The interpersonal area focuses on communication processes in social, personal, and family relationships, with a particular emphasis on identity construction, sense-making, management of divergent identities, and health. We examine how communication shapes, sustains, and changes individuals and relationships in families, romantic relationships, and friendships.
The interpersonal faculty are experts in a variety of methodological approaches (e.g., qualitative, quantitative, and experimental) to the study of interpersonal relationships. They are interested in topics such as emotional communication, aggression, stress, intimate violence, conflict, physiology, health, and the discursive construction of identity.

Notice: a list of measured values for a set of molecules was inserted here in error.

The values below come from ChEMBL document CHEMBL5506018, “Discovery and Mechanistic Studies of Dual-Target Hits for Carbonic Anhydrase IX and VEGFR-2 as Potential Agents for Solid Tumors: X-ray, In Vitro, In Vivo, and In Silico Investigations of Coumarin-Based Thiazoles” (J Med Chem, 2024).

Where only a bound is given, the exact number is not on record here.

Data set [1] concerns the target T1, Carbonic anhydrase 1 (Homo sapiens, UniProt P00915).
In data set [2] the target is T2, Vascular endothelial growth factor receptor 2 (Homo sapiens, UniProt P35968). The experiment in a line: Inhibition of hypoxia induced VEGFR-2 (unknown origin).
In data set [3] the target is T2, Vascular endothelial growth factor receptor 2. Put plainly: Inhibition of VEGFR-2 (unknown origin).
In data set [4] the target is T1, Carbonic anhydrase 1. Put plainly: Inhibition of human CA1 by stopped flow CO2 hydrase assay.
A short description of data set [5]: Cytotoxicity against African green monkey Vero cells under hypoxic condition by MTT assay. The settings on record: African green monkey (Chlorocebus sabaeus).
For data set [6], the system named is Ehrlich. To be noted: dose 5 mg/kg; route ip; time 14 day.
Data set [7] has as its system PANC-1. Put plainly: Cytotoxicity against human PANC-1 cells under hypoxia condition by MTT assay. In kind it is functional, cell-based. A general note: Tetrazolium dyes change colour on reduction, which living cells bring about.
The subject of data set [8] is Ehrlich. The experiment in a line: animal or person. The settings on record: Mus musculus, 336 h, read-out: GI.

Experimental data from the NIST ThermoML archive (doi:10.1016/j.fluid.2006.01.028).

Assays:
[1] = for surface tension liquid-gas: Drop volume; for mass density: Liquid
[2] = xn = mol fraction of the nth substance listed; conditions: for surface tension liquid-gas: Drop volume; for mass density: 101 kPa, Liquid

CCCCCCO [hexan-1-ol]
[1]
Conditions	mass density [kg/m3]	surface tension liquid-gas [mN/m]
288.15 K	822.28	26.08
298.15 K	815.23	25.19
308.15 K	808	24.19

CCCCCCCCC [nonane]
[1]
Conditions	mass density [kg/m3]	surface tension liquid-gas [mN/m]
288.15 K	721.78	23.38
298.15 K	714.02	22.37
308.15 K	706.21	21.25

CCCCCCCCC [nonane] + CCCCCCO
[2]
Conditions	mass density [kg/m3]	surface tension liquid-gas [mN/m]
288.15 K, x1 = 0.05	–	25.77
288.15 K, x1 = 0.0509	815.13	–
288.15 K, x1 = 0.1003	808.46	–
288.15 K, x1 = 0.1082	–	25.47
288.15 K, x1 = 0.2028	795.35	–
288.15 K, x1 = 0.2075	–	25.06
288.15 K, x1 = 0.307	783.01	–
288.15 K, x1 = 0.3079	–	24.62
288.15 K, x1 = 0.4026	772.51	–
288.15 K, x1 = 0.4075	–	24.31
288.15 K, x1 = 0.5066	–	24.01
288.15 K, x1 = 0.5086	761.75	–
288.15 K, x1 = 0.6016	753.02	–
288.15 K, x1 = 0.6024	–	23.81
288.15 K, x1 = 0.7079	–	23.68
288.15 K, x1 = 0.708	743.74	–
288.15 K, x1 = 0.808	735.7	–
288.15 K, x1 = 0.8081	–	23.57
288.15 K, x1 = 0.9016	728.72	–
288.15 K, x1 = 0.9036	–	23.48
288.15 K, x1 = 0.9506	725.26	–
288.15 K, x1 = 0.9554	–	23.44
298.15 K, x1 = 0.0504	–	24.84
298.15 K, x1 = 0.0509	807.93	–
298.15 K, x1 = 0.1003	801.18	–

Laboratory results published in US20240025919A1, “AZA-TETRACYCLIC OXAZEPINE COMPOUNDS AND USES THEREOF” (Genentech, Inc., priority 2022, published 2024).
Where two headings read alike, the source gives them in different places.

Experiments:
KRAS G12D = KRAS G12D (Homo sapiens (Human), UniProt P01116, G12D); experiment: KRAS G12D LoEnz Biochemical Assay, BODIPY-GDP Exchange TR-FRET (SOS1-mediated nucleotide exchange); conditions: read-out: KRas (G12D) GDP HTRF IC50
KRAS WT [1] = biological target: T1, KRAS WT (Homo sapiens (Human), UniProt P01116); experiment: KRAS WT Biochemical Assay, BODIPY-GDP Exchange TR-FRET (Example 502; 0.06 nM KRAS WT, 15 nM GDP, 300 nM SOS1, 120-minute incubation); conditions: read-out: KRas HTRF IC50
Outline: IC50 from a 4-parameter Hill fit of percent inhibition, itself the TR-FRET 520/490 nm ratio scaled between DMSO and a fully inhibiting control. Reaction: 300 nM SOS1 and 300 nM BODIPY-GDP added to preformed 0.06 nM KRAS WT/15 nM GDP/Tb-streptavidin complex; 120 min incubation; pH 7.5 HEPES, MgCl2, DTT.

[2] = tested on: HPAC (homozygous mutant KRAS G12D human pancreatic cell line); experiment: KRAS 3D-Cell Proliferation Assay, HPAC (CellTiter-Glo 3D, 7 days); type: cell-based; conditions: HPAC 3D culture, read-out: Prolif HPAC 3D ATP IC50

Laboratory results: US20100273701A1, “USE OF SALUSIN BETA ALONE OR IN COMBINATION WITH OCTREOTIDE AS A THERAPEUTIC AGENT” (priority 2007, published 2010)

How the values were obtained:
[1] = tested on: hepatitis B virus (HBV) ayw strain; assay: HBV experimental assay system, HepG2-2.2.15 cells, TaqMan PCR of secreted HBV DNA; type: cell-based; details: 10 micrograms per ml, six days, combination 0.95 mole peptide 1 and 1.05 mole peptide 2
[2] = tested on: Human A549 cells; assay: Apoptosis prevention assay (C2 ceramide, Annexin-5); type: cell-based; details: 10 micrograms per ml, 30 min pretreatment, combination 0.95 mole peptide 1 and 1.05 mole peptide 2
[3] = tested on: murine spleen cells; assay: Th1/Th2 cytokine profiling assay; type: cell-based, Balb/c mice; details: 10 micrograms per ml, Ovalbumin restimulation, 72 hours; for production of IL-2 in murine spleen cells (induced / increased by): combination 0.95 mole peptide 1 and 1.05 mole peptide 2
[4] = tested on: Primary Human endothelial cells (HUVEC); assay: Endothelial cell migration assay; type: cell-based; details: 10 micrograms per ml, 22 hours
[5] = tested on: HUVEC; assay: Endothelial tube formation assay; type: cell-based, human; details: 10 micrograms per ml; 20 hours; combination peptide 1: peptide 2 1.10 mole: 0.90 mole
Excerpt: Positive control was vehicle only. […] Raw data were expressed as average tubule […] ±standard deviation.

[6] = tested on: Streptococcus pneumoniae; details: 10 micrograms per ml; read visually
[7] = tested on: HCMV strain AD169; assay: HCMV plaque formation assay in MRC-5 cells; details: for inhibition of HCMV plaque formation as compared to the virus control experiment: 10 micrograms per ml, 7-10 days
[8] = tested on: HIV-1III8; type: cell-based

Coursework in this area focuses on interpersonal and family communication theory and research. In class, we investigate how various relational contexts affect the multiple meanings, functions, and outcomes of communicative behaviors. Through class projects and participation in outside research teams, graduate students receive training in developing and advancing relational theory and/or method. The collaborations between faculty and graduate students have often resulted in publications in national and international journals.